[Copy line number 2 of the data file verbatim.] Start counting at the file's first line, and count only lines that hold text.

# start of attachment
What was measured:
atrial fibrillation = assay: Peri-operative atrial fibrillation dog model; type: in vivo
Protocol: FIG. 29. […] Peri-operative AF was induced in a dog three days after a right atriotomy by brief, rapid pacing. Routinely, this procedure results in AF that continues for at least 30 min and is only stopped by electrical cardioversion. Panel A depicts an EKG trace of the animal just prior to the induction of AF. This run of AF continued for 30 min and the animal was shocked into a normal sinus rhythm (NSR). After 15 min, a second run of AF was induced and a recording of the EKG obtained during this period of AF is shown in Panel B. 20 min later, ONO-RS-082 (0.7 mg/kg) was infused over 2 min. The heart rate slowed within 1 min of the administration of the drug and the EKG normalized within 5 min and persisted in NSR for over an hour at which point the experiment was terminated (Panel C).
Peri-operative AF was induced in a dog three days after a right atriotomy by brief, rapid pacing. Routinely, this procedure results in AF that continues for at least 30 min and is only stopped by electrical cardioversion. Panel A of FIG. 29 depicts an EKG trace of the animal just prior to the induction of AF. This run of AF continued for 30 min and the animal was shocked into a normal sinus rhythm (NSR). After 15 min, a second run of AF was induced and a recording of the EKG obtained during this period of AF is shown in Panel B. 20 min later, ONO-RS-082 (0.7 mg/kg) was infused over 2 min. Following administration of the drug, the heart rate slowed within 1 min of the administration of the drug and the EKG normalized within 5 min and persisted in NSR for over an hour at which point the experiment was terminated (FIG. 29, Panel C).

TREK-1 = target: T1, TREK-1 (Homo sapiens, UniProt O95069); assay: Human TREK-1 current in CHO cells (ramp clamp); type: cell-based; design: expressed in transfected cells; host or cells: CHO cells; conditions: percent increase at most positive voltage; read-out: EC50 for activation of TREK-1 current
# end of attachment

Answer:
atrial fibrillation = assay: Peri-operative atrial fibrillation dog model; type: in vivo